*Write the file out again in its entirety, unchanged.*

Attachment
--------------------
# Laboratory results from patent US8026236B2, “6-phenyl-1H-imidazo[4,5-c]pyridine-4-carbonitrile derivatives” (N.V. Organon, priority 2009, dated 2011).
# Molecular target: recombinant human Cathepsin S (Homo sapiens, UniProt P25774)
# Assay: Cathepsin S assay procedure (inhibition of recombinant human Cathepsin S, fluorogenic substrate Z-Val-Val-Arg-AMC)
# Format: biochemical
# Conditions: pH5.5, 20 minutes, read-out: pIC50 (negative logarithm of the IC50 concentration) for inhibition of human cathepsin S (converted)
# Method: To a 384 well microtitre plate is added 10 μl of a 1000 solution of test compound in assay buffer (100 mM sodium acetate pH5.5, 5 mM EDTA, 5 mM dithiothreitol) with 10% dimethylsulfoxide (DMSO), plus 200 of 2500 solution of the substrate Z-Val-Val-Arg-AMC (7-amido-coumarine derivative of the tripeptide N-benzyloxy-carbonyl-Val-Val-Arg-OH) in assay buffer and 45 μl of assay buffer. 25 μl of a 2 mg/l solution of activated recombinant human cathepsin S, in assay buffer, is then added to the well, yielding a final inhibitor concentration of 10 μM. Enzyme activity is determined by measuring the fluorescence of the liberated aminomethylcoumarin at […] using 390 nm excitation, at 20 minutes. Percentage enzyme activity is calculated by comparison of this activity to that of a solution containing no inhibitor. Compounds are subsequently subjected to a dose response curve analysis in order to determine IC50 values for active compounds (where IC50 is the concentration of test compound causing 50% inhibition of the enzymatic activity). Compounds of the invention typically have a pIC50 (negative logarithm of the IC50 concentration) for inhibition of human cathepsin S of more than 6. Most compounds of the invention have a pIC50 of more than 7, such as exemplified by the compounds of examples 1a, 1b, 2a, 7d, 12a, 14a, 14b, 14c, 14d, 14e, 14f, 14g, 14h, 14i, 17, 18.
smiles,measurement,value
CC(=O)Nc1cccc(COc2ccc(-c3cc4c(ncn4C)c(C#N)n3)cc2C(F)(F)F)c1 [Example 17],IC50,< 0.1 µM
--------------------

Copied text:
# Laboratory results from patent US8026236B2, “6-phenyl-1H-imidazo[4,5-c]pyridine-4-carbonitrile derivatives” (N.V. Organon, priority 2009, dated 2011).
# Molecular target: recombinant human Cathepsin S (Homo sapiens, UniProt P25774)
# Assay: Cathepsin S assay procedure (inhibition of recombinant human Cathepsin S, fluorogenic substrate Z-Val-Val-Arg-AMC)
# Format: biochemical
# Conditions: pH5.5, 20 minutes, read-out: pIC50 (negative logarithm of the IC50 concentration) for inhibition of human cathepsin S (converted)
# Method: To a 384 well microtitre plate is added 10 μl of a 1000 solution of test compound in assay buffer (100 mM sodium acetate pH5.5, 5 mM EDTA, 5 mM dithiothreitol) with 10% dimethylsulfoxide (DMSO), plus 200 of 2500 solution of the substrate Z-Val-Val-Arg-AMC (7-amido-coumarine derivative of the tripeptide N-benzyloxy-carbonyl-Val-Val-Arg-OH) in assay buffer and 45 μl of assay buffer. 25 μl of a 2 mg/l solution of activated recombinant human cathepsin S, in assay buffer, is then added to the well, yielding a final inhibitor concentration of 10 μM. Enzyme activity is determined by measuring the fluorescence of the liberated aminomethylcoumarin at […] using 390 nm excitation, at 20 minutes. Percentage enzyme activity is calculated by comparison of this activity to that of a solution containing no inhibitor. Compounds are subsequently subjected to a dose response curve analysis in order to determine IC50 values for active compounds (where IC50 is the concentration of test compound causing 50% inhibition of the enzymatic activity). Compounds of the invention typically have a pIC50 (negative logarithm of the IC50 concentration) for inhibition of human cathepsin S of more than 6. Most compounds of the invention have a pIC50 of more than 7, such as exemplified by the compounds of examples 1a, 1b, 2a, 7d, 12a, 14a, 14b, 14c, 14d, 14e, 14f, 14g, 14h, 14i, 17, 18.
smiles,measurement,value
CC(=O)Nc1cccc(COc2ccc(-c3cc4c(ncn4C)c(C#N)n3)cc2C(F)(F)F)c1 [Example 17],IC50,< 0.1 µM